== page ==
Artura Sandauera topografia tożsamości

Marcin Wołk




The article discusses the role of spatial elements in constructing identity in autobiographic texts of the Polish critic and writer Artur Sandauer (1913–1989). Sandauer appears as a writer of space par excellence. It is particularly visible in the interpretations of his own origin. He often makes such self-interpretations, each time giving his lineage a generalised dimension and presenting it not only as a family or ethnic genealogy but also as a cultural origin. He almost always addresses his origins in geographical or topographical categories. Sandauer emphasises that his birthplace, Sambor, was a spatial, historical, cultural and linguistic borderland, showing its distance from cultural and political centres. At the same time he recalls other writers of Jewish origin: Franz Kafka, Bruno Schulz, Max Brod, and implies that ideas and works of fundamental importance to contemporary European culture were born in such peripheral spaces. Sandauer uses spatial terms to speak also about the history of his family and the assimilation of the Jews, shown as a gradual relocation from the Jewish to the Polish quarter. A separate place in Sandauer’s mind is occupied by Israel as a space of Jewish salvation on the one hand, and of covering up the traces of the Central European Jewish identity on the other (the hebraisation of surnames and the gradual disappearance of Yiddish). The writer places himself in between these spaces as a “man of the borderland.”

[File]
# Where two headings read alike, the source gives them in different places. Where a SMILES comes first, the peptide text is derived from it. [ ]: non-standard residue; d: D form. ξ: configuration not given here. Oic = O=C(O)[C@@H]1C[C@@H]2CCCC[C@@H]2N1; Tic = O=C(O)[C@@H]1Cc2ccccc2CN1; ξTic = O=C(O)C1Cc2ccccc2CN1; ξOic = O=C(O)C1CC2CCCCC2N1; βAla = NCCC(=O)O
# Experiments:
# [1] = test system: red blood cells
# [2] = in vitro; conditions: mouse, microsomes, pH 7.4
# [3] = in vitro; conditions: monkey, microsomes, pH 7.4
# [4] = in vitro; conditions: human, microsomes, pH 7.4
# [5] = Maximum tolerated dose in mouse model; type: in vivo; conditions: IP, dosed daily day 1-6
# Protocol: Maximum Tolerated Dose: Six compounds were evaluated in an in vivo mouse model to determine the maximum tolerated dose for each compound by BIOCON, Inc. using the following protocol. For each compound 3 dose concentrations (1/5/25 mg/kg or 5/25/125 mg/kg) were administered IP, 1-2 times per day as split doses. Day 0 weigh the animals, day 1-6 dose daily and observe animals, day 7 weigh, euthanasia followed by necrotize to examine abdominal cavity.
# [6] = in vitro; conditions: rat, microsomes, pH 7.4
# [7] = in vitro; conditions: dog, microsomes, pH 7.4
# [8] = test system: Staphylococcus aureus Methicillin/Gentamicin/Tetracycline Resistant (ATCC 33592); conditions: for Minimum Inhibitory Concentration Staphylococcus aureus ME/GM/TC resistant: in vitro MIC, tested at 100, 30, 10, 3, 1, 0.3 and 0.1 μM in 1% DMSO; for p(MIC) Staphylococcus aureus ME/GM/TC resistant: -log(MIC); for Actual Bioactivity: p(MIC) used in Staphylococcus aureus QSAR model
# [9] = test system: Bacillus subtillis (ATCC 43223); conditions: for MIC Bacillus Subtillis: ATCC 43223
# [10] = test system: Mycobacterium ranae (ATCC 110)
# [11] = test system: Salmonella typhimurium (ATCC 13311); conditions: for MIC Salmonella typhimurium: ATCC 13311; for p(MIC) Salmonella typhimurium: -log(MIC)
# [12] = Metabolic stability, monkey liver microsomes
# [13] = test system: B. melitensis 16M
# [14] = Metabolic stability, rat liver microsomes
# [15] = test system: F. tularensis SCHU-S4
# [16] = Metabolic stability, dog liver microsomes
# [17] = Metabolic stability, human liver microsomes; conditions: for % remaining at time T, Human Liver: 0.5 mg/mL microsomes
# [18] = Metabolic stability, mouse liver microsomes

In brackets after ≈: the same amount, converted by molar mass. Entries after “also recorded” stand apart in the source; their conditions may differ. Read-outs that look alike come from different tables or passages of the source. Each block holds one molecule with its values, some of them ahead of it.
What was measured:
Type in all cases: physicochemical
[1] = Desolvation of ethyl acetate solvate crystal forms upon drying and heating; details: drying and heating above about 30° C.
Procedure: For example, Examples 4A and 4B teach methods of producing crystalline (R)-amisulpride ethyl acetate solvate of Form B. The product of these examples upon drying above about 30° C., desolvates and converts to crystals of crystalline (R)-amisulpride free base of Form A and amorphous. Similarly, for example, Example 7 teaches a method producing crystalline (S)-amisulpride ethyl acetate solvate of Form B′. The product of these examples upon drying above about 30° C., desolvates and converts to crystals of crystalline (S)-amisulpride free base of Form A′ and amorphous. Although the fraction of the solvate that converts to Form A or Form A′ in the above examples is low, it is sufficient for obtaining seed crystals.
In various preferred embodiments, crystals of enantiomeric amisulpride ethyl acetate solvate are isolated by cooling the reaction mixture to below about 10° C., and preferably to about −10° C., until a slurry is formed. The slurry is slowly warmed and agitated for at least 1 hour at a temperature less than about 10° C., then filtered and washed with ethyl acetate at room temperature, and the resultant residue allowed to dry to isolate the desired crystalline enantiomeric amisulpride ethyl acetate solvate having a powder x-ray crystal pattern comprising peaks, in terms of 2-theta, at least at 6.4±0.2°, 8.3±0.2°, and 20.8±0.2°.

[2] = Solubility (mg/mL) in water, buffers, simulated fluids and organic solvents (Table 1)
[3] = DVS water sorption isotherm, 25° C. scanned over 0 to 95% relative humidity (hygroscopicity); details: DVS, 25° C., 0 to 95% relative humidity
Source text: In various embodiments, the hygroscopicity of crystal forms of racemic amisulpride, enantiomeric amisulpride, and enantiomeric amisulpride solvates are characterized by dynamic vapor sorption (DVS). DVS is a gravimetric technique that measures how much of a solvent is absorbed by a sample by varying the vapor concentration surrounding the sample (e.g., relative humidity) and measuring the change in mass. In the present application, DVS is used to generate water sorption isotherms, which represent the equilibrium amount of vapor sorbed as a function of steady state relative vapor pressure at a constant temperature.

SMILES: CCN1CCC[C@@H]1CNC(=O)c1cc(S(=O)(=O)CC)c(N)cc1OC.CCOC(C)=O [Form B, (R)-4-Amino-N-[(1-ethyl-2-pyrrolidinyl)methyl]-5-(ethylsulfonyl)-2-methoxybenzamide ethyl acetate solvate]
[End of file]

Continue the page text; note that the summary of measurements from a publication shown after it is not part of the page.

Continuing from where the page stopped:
Słowa kluczowe

Artur Sandauer; Polish literature; Jewish literature; identity; space; geopoetics.

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ISSN 2084-3550 (print)
ISSN 2391-7911 (online)

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